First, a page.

– user3961
    Commented Nov 27, 2013 at 19:20
  • 1
    Not bad for a first post. I hope you post more on other questions. The community would be very happy to have another regular, well read member.
    – user3961
    Commented Nov 27, 2013 at 19:20
  • Welcome to the site! Like fredsbend, I hope to see more of you! This next has nothing to do with the quality of your answer, it's just standard to help new visitors avoid misunderstanding the site (as I did at first.) As a new visitor, I'd recommend checking out the following two posts, which are meant to help newcomers "learn the ropes": help page and How we are different than other sites? Commented Nov 27, 2013 at 19:42

That the council had to legislate on the matter shows that some Christians were, indeed, resting on the sabbath.

Socrates Scholasticus, writing in the 5th century, states that churches in many places honored the sabbath with religious assemblies:

For although almost all churches throughout the world celebrate the sacred mysteries on the sabbath of every week, yet the Christians of Alexandria and at Rome, on account of some ancient tradition, have ceased to do this. The Egyptians in the neighborhood of Alexandria, and the inhabitants of Thebais, hold their religious assemblies on the sabbath, but do not participate of the mysteries in the manner usual among Christians in general... (Church History 5.22)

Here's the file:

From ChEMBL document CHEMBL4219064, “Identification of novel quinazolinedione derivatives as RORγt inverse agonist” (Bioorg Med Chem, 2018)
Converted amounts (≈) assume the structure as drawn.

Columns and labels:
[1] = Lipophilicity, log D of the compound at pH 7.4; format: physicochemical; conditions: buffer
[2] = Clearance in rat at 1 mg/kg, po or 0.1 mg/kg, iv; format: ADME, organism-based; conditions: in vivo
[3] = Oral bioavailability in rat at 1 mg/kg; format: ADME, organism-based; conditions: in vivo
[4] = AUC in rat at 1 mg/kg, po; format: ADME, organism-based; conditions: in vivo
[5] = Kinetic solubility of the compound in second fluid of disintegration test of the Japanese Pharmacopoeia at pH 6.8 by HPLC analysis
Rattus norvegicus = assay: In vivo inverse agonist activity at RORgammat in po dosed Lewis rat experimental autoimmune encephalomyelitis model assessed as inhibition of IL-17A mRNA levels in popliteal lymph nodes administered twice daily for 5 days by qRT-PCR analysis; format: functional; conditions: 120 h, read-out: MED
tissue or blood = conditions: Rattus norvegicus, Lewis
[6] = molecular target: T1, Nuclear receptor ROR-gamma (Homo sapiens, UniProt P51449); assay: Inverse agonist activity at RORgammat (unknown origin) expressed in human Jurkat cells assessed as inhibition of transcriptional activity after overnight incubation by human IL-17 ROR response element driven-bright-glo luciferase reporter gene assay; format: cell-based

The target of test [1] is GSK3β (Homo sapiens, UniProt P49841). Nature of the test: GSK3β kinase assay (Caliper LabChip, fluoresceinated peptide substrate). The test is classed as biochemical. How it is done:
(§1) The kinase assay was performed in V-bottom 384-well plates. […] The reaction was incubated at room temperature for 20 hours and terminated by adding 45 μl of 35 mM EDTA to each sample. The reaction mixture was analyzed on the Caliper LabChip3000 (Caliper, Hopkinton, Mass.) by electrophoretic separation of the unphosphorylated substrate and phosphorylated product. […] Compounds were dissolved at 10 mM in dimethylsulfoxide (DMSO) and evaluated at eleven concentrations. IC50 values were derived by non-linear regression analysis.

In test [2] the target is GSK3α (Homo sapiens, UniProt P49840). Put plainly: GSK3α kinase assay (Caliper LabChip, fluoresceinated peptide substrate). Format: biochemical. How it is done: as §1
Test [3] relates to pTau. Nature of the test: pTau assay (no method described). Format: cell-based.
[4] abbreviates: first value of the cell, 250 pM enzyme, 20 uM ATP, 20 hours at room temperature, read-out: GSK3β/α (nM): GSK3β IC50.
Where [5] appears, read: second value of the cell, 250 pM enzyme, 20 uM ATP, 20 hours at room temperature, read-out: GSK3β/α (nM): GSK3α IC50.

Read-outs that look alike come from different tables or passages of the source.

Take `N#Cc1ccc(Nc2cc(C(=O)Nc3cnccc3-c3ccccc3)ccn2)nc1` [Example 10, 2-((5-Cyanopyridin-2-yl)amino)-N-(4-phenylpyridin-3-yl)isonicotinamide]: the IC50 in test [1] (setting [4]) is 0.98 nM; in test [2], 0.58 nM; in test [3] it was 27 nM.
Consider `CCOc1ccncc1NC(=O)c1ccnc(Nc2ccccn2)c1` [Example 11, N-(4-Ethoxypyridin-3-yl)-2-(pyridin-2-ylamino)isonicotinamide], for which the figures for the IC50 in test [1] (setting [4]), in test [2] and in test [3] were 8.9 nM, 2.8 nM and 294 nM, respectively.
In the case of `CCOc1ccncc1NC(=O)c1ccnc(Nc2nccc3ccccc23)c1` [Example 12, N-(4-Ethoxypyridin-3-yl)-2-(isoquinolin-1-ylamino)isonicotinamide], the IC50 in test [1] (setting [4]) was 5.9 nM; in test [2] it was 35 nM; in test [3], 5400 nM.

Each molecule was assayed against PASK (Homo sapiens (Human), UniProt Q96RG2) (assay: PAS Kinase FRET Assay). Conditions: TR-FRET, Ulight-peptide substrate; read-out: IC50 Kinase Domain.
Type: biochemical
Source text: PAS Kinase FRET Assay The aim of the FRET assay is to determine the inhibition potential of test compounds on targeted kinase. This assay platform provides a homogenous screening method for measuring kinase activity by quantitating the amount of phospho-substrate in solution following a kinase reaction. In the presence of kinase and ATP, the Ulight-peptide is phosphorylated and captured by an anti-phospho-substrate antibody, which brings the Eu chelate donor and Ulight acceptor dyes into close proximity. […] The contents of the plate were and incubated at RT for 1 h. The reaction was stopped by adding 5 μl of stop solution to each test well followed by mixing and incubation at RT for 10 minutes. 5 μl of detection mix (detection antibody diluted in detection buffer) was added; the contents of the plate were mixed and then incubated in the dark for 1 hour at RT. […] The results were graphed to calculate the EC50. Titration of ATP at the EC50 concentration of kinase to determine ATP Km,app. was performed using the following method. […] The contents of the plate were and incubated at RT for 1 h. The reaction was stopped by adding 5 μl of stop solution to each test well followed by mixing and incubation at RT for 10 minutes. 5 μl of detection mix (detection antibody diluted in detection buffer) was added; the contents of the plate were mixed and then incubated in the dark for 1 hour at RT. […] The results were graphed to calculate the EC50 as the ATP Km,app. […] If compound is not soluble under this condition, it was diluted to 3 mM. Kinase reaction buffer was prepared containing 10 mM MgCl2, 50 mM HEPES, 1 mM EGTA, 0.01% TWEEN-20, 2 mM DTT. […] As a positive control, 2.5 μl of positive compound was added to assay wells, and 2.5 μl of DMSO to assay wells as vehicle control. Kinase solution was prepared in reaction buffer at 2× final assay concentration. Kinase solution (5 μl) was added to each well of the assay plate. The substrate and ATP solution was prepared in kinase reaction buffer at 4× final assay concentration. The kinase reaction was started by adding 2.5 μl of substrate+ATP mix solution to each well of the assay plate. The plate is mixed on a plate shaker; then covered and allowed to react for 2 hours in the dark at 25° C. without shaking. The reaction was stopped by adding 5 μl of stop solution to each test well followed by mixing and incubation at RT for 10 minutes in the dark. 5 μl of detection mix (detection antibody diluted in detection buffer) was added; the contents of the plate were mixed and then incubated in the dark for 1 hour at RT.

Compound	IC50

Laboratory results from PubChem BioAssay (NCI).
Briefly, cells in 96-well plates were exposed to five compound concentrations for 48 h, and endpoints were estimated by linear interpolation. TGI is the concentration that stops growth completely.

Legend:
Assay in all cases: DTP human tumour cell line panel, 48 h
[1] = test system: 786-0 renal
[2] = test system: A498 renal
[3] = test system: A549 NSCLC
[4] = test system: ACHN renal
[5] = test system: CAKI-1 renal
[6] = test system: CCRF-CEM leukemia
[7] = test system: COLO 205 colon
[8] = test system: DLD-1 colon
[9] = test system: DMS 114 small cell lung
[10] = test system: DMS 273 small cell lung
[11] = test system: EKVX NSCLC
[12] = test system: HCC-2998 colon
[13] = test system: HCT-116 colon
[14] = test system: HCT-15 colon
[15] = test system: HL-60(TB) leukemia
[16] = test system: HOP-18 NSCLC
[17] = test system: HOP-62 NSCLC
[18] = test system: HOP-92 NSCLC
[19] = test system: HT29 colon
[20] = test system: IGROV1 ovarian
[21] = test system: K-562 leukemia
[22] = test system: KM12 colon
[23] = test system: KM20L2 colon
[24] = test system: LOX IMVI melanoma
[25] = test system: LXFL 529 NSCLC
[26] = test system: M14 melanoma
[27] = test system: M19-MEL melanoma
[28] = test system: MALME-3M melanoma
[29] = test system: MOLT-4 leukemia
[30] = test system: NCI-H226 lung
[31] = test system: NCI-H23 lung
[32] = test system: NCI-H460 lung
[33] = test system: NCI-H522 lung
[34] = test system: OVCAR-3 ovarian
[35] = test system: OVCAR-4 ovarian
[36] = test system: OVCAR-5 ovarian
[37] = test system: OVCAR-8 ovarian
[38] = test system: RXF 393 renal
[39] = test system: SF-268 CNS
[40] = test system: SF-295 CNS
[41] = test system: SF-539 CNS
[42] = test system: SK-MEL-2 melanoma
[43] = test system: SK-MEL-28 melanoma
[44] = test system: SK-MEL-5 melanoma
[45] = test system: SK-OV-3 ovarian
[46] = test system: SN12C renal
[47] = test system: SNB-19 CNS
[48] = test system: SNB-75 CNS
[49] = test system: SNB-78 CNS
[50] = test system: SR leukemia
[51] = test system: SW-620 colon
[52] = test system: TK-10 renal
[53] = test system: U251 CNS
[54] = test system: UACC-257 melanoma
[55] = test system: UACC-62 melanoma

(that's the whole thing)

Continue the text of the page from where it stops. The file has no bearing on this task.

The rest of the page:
So attitudes toward the sabbath in early Christianity were diverse.

The bishops of Laodicea probably had multiple motives for legislating as they did. Jew-hatred cannot be ruled out as one factor.


In Christianity, it has been central tenet that Christians are free from the Law since the very beginning. The New Testament very much makes it clear that observance of holy days, including the Sabbath, is optional for Christians. Paul makes it clear in Romans 14.

One person considers one day more sacred than another; another considers every day alike. Each of them should be fully convinced in their own mind. Whoever regards one day as special does so to the Lord. Whoever eats meat does so to the Lord, for they give thanks to God; and whoever abstains does so to the Lord and gives thanks to God.